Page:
|State takeovers have limited effect on struggling schools, study claims|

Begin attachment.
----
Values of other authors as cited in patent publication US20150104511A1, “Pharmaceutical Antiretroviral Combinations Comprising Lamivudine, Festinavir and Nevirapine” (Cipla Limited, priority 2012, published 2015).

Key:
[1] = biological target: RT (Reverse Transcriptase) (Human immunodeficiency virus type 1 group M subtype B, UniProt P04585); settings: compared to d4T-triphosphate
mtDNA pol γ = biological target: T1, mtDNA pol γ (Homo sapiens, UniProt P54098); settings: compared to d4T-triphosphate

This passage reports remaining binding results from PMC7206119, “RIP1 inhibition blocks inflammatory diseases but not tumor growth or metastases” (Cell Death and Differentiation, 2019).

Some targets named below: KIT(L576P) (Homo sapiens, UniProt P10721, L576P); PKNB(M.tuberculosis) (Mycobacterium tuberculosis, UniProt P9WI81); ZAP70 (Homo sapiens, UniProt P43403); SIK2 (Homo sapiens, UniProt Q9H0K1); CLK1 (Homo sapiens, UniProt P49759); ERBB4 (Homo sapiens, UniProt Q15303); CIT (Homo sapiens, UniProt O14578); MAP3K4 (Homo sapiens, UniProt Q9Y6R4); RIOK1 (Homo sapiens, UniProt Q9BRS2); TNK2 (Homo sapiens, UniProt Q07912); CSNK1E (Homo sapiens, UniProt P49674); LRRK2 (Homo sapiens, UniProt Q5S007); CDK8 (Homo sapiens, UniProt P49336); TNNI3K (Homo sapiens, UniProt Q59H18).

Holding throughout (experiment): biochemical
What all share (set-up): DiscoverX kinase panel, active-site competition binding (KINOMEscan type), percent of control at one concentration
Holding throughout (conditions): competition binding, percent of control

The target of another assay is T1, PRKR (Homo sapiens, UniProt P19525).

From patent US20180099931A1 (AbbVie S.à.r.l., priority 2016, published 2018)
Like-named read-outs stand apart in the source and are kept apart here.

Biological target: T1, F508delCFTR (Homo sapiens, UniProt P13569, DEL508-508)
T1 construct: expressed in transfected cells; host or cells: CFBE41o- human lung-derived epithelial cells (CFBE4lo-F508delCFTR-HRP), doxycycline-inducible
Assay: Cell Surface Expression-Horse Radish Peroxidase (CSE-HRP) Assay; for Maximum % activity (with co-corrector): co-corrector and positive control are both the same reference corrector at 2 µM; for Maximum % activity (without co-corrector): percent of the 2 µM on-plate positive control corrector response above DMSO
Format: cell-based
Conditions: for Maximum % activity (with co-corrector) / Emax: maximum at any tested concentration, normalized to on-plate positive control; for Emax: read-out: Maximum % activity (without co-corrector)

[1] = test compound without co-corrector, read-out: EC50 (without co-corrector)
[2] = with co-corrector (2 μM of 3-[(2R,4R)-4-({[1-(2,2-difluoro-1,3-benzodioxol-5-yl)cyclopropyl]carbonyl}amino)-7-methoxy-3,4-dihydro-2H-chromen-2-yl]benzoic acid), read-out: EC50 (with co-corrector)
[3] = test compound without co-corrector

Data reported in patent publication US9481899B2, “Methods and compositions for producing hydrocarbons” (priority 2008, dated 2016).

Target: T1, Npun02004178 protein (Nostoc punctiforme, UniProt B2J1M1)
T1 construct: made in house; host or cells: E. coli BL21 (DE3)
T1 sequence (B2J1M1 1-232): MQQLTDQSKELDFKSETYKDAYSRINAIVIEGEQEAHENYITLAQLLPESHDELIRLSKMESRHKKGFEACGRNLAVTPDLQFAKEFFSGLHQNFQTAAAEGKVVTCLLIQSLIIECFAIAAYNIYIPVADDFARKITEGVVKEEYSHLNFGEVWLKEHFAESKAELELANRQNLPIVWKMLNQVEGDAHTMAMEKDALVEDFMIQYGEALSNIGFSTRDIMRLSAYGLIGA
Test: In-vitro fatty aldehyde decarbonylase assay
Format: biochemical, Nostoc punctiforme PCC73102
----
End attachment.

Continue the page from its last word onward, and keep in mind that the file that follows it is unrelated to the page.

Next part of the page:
A new national study, written by Beth E. Schueler of the University of Virginia and Joshua Bleiburg of Brown University, casts doubt on the notion that states are better positioned to run schools than locally-elected officials, finding little evidence that districts see test scores rise as a result of being taken over. The new study focuses on the 35 school districts from across the country that were taken over by states between 2011 and 2016. These takeovers often happened in small cities and the vast majority of affected students were Black or Hispanic and from low-income families. Schueler and Leiburg used national test score data to compare districts that were taken over to seemingly similar districts in the same state that retained local control. In the first few years of the takeover, the schools generally saw dips in English test scores. By year four, there was no effect one way or the other. In math, there were no clear effects at all. Some places, including Camden, New Jersey and Lawrence, Massachusetts, did see improvements in the wake of takeover; others, such as East St. Louis, Illinois and Chester Upland, Pennsylvania, saw their academic records get worse, relative to other schools in the states. One reason results might have diverged so much is that there’s no single playbook for what happens after a state takes control from an elected school board. It’s also possible that state takeovers don’t typically improve student achievement simply because they often don’t lead to meaningful changes in per-student spending, class sizes, or the number of charter schools.